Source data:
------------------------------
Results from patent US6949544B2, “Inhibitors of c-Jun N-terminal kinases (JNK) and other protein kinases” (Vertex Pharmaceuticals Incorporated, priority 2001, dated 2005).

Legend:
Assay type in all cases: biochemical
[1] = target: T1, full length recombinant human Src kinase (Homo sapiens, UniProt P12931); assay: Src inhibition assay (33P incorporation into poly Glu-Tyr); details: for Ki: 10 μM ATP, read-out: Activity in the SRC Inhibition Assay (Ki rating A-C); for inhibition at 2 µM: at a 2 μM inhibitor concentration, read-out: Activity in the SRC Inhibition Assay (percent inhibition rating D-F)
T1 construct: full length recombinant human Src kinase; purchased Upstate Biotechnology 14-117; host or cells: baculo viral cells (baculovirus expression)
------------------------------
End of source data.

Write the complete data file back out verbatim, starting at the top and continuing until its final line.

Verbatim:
Results from patent US6949544B2, “Inhibitors of c-Jun N-terminal kinases (JNK) and other protein kinases” (Vertex Pharmaceuticals Incorporated, priority 2001, dated 2005).

Legend:
Assay type in all cases: biochemical
[1] = target: T1, full length recombinant human Src kinase (Homo sapiens, UniProt P12931); assay: Src inhibition assay (33P incorporation into poly Glu-Tyr); details: for Ki: 10 μM ATP, read-out: Activity in the SRC Inhibition Assay (Ki rating A-C); for inhibition at 2 µM: at a 2 μM inhibitor concentration, read-out: Activity in the SRC Inhibition Assay (percent inhibition rating D-F)
T1 construct: full length recombinant human Src kinase; purchased Upstate Biotechnology 14-117; host or cells: baculo viral cells (baculovirus expression)